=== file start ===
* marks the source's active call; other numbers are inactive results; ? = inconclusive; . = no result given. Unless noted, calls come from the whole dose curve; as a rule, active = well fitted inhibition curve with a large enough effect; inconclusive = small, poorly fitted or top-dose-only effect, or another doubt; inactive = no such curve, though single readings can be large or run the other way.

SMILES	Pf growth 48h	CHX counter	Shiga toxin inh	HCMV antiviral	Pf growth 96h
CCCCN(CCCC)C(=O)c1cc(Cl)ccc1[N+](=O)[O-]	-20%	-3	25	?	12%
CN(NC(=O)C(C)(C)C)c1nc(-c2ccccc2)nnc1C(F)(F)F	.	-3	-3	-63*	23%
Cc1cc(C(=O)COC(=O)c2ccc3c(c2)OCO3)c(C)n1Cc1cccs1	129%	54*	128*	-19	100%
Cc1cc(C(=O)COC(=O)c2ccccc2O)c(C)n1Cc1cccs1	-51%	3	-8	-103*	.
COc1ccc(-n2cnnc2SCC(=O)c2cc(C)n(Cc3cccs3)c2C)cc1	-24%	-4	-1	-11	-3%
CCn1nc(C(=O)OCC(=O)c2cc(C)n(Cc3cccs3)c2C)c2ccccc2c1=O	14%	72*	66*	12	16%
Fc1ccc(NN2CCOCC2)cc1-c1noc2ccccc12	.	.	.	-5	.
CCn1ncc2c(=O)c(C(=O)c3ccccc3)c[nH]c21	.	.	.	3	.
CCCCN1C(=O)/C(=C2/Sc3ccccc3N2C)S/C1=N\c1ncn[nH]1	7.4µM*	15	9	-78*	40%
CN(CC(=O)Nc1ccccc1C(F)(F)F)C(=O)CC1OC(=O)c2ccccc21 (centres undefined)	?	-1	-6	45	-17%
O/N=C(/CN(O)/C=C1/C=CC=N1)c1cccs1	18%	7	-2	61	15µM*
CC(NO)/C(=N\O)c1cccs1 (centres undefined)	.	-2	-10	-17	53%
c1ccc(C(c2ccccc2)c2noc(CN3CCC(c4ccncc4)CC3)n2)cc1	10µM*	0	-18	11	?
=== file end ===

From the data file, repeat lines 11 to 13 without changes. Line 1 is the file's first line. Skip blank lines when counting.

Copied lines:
CCCCN1C(=O)/C(=C2/Sc3ccccc3N2C)S/C1=N\c1ncn[nH]1	7.4µM*	15	9	-78*	40%
CN(CC(=O)Nc1ccccc1C(F)(F)F)C(=O)CC1OC(=O)c2ccccc21 (centres undefined)	?	-1	-6	45	-17%
O/N=C(/CN(O)/C=C1/C=CC=N1)c1cccs1	18%	7	-2	61	15µM*